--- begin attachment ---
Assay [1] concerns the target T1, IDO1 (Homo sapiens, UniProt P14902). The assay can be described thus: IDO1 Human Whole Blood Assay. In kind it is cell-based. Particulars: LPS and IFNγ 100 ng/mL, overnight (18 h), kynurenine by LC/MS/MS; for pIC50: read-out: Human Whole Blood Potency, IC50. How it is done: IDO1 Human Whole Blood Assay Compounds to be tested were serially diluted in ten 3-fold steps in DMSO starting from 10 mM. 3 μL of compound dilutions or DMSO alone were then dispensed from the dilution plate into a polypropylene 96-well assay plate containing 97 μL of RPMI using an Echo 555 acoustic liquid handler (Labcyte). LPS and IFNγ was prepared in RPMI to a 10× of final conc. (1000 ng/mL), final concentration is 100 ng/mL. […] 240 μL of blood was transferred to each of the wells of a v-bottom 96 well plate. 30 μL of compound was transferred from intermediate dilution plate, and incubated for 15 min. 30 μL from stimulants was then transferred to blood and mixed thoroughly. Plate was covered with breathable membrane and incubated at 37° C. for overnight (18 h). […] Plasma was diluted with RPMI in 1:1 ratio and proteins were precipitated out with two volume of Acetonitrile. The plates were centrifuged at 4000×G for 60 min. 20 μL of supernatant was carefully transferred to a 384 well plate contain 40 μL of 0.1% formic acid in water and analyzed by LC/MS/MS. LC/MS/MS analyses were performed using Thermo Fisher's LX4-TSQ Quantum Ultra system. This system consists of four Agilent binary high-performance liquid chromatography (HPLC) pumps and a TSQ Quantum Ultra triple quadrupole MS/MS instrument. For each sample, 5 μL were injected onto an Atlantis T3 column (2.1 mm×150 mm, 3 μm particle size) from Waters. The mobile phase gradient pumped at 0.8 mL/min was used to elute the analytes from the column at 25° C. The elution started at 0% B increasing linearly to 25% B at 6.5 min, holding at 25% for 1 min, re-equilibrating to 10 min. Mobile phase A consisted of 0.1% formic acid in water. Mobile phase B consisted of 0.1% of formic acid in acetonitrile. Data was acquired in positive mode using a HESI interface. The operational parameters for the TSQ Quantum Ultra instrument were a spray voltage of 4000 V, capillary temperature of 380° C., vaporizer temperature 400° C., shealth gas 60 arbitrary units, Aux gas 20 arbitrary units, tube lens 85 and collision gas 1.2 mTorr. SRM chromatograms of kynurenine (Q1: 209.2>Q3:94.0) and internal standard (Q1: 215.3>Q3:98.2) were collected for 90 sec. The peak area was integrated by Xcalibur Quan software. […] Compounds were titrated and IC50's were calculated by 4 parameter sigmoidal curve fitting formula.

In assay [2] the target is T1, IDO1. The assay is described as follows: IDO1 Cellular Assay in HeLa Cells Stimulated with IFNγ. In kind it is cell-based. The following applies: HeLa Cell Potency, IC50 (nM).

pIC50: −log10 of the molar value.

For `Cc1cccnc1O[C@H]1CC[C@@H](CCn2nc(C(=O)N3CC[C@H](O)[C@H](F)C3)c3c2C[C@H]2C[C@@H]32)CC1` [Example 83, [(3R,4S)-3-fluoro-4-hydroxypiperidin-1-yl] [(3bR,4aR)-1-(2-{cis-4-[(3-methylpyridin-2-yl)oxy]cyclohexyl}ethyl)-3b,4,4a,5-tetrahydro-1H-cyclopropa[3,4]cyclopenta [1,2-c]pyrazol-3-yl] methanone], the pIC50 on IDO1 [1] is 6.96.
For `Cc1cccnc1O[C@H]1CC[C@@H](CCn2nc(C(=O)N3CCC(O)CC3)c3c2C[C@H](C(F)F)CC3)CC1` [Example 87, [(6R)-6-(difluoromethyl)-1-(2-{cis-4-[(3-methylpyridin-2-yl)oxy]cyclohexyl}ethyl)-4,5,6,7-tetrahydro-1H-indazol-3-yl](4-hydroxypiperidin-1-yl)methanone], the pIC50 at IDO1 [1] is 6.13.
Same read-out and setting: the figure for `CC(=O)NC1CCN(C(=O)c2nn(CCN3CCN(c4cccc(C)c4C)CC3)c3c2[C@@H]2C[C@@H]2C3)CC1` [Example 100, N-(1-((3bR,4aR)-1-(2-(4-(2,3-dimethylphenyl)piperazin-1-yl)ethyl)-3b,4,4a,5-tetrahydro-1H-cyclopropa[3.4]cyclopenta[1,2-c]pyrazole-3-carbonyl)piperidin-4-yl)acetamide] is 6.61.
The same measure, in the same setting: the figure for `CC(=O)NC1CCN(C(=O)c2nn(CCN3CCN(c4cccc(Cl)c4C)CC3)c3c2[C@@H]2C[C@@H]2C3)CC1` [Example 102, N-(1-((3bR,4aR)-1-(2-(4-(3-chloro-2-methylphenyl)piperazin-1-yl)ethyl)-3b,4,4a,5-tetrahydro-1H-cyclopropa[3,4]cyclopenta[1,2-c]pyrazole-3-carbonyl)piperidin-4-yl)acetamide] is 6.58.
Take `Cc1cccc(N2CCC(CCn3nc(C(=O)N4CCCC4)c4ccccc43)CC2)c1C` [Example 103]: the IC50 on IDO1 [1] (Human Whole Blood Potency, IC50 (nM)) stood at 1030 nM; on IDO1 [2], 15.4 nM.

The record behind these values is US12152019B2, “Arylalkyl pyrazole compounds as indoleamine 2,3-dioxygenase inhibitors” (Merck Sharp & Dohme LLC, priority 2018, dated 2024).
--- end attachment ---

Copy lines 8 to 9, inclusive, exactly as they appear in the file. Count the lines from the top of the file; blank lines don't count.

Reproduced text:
Take `Cc1cccc(N2CCC(CCn3nc(C(=O)N4CCCC4)c4ccccc43)CC2)c1C` [Example 103]: the IC50 on IDO1 [1] (Human Whole Blood Potency, IC50 (nM)) stood at 1030 nM; on IDO1 [2], 15.4 nM.

The record behind these values is US12152019B2, “Arylalkyl pyrazole compounds as indoleamine 2,3-dioxygenase inhibitors” (Merck Sharp & Dohme LLC, priority 2018, dated 2024).